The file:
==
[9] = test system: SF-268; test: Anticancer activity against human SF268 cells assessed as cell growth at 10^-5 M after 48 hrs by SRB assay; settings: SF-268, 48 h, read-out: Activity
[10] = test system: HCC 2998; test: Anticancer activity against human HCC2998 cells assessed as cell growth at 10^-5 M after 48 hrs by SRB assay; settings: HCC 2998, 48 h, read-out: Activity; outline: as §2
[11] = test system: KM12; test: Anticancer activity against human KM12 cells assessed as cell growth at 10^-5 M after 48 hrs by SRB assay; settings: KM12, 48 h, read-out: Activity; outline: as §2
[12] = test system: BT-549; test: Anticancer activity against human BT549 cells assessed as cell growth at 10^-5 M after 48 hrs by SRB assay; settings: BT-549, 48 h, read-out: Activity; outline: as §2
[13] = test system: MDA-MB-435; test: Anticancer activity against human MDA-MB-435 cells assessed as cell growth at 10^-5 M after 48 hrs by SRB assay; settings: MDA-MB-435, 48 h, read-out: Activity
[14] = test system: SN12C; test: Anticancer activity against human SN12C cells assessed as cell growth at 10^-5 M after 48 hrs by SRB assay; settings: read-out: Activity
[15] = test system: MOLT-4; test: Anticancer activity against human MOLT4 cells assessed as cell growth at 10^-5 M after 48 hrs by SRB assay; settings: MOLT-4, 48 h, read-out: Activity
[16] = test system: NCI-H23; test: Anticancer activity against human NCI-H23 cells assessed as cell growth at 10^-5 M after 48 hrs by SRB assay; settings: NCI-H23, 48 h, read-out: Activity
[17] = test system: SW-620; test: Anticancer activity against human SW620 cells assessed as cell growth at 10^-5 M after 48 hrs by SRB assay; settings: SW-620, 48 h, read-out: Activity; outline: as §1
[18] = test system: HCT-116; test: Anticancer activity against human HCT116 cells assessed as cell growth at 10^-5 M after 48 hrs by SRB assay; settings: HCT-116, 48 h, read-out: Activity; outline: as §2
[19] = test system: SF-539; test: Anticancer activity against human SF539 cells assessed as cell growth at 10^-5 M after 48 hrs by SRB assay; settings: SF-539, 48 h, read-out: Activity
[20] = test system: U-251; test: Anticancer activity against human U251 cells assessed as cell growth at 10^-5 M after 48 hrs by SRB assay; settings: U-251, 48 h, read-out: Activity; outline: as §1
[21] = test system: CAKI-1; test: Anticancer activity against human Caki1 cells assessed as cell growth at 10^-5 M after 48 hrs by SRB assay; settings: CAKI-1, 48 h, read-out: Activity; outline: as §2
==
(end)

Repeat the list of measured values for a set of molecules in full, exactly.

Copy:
[9] = test system: SF-268; test: Anticancer activity against human SF268 cells assessed as cell growth at 10^-5 M after 48 hrs by SRB assay; settings: SF-268, 48 h, read-out: Activity
[10] = test system: HCC 2998; test: Anticancer activity against human HCC2998 cells assessed as cell growth at 10^-5 M after 48 hrs by SRB assay; settings: HCC 2998, 48 h, read-out: Activity; outline: as §2
[11] = test system: KM12; test: Anticancer activity against human KM12 cells assessed as cell growth at 10^-5 M after 48 hrs by SRB assay; settings: KM12, 48 h, read-out: Activity; outline: as §2
[12] = test system: BT-549; test: Anticancer activity against human BT549 cells assessed as cell growth at 10^-5 M after 48 hrs by SRB assay; settings: BT-549, 48 h, read-out: Activity; outline: as §2
[13] = test system: MDA-MB-435; test: Anticancer activity against human MDA-MB-435 cells assessed as cell growth at 10^-5 M after 48 hrs by SRB assay; settings: MDA-MB-435, 48 h, read-out: Activity
[14] = test system: SN12C; test: Anticancer activity against human SN12C cells assessed as cell growth at 10^-5 M after 48 hrs by SRB assay; settings: read-out: Activity
[15] = test system: MOLT-4; test: Anticancer activity against human MOLT4 cells assessed as cell growth at 10^-5 M after 48 hrs by SRB assay; settings: MOLT-4, 48 h, read-out: Activity
[16] = test system: NCI-H23; test: Anticancer activity against human NCI-H23 cells assessed as cell growth at 10^-5 M after 48 hrs by SRB assay; settings: NCI-H23, 48 h, read-out: Activity
[17] = test system: SW-620; test: Anticancer activity against human SW620 cells assessed as cell growth at 10^-5 M after 48 hrs by SRB assay; settings: SW-620, 48 h, read-out: Activity; outline: as §1
[18] = test system: HCT-116; test: Anticancer activity against human HCT116 cells assessed as cell growth at 10^-5 M after 48 hrs by SRB assay; settings: HCT-116, 48 h, read-out: Activity; outline: as §2
[19] = test system: SF-539; test: Anticancer activity against human SF539 cells assessed as cell growth at 10^-5 M after 48 hrs by SRB assay; settings: SF-539, 48 h, read-out: Activity
[20] = test system: U-251; test: Anticancer activity against human U251 cells assessed as cell growth at 10^-5 M after 48 hrs by SRB assay; settings: U-251, 48 h, read-out: Activity; outline: as §1
[21] = test system: CAKI-1; test: Anticancer activity against human Caki1 cells assessed as cell growth at 10^-5 M after 48 hrs by SRB assay; settings: CAKI-1, 48 h, read-out: Activity; outline: as §2